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L.A. Jewish Soul

L.A. Jewish Soul

Simon Rutberg’s collection of Jewish music — reflects his eclectic musical background.

George Robinson covers film and music for The Jewish Week.

It looks ridiculously easy. You pull together a dozen or so of your favorite recordings, put them on a CD and release them to an adoring public. But it took Simon Rutberg a dozen years to bring to fruition a lifelong dream, a compilation album that showcases his favorite Jewish and Yiddish classics, sung by an unlikely group of pop, rock and classical artists.

Happily for Simon, the album, “Jewish Soul: The Heart and Soul of Jewish Music” is ready for Chanukah.

But it didn’t come easy. Where Rutberg is concerned, despite a lifetime in the music business, it seldom does.

Rutberg’s background is as unconventional as his new CD. He was born in Russia, lived in Belgium as a child and came to the States with his parents when he was “7 or 8,” he recalls. At 10 the family moved to Los Angeles, and he’s been there ever since.

“Los Angeles was a very different music scene,” he says. “I lived in a working-class, ethnically mixed neighborhood, and the kids were listening to rhythm and blues, not rock and roll. I grew up listening to the Clovers and the Shantels, but I went to them from Kay Starr and Doris Day. My parents listened to classical music at home, so I can appreciate anything.”

In the meantime, he and his brother would walk to shul every Saturday morning and Simon sang with the junior congregation choir, so to say that his musical background was eclectic is an understatement. When the family moved to Fairfax Avenue, the heart of Jewish L.A., he started hanging out at Nordy’s Music, a legendary record store on Fairfax. Eventually, the kid was such a fixture that Nordy offered him a job.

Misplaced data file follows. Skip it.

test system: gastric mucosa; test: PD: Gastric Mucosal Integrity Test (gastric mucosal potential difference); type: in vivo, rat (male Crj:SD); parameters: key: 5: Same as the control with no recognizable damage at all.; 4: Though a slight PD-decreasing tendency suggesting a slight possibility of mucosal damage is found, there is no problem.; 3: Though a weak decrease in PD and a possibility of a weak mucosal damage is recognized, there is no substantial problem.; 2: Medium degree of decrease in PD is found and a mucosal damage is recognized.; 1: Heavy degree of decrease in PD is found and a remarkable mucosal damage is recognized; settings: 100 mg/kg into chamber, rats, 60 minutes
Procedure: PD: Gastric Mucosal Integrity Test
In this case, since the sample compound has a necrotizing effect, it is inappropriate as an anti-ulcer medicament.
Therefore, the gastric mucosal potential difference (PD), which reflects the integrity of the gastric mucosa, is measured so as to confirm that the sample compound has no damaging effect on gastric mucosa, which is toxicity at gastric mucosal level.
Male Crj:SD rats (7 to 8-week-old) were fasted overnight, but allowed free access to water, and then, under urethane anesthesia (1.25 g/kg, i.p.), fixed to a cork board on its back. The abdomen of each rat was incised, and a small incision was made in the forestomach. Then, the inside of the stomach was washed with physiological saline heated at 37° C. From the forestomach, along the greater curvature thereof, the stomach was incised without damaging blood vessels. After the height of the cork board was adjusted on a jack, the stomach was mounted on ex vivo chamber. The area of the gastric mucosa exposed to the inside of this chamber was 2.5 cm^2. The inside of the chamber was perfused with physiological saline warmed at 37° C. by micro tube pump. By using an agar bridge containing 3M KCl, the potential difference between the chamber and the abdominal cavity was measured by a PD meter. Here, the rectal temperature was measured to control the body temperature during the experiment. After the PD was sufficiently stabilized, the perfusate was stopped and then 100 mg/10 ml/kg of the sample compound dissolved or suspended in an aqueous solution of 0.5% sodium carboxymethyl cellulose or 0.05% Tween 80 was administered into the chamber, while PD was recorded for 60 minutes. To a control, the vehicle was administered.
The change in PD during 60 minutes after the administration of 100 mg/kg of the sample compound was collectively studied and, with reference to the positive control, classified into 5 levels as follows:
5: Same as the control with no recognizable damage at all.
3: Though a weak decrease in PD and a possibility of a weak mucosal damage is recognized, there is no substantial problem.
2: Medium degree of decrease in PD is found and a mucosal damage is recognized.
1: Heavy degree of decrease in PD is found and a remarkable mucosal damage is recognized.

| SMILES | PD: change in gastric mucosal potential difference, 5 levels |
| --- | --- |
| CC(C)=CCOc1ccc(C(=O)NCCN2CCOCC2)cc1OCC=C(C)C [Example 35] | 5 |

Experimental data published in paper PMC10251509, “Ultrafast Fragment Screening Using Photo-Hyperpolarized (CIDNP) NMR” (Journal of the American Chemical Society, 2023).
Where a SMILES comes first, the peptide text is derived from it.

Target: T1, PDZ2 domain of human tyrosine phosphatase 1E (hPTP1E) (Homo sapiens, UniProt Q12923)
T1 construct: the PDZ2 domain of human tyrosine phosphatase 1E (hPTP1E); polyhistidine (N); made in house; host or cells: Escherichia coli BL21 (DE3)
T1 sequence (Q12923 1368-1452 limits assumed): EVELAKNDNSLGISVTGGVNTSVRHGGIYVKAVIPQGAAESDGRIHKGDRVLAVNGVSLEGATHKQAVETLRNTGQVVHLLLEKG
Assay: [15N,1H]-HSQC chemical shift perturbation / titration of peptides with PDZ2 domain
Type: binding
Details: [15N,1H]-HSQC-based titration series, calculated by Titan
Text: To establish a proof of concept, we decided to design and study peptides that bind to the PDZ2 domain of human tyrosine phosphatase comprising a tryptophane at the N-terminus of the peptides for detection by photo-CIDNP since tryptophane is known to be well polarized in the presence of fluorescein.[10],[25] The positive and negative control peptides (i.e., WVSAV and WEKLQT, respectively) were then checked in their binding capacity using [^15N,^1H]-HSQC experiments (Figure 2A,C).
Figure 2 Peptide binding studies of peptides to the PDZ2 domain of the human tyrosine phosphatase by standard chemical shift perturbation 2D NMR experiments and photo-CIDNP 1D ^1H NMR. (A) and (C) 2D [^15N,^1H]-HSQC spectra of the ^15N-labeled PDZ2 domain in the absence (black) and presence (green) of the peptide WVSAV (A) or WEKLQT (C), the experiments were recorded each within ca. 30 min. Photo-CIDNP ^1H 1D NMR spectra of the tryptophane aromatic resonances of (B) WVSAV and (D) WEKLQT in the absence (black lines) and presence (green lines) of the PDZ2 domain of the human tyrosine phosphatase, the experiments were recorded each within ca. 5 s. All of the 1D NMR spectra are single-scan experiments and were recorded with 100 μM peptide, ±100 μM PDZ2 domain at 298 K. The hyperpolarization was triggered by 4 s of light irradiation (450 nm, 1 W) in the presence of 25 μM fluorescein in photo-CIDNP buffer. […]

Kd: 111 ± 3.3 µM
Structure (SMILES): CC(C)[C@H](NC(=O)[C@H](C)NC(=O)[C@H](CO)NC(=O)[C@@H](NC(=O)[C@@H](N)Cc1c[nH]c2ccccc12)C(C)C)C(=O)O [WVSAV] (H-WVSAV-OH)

“The guy who was working there already, who trained me, was Steve Berri. He went on to write ‘Secret Agent Man’ and songs for Jan and Dean,” Rutberg says. “The guy before him was Jerry Lieber [of Lieber and Stoller fame]. The store was only a block from Fairfax High and among the kids who would come in and hang around were Phil Spector and a young guy called Herbie Alpert.”

The store’s stock, Rutberg recalls, was “half Yiddish, half everything else.”

He had one foot in R&B and the other in Jewish music. He became a very close friend of the legendary Jackie Wilson and Billy Johnson, one of the original Moonglows. Ironically, it was Johnson, whose father had raised him in the Jewish section of Cleveland and was a fluent Yiddish speaker, who turned Rutberg on to Mickey Katz, the zany Jewish humorist and klezmer-style clarinetist, who became a close friend, too.

Nordy’s was in a neighborhood “where you heard more Yiddish spoken than English,” Rutberg says. “And a lot of people in the entertainment industry, mostly Jewish, would come in. They all had wonderful stories. Leo Fuchs would tell me about Poland. Leonard Nimoy used to hang out.”

I thought, ‘This is the place for me, I’m gonna be a big macher,’” Rutberg says with a rueful laugh. “I figured someday I’d take over the whole thing. Instead I ended up with the Yiddish.”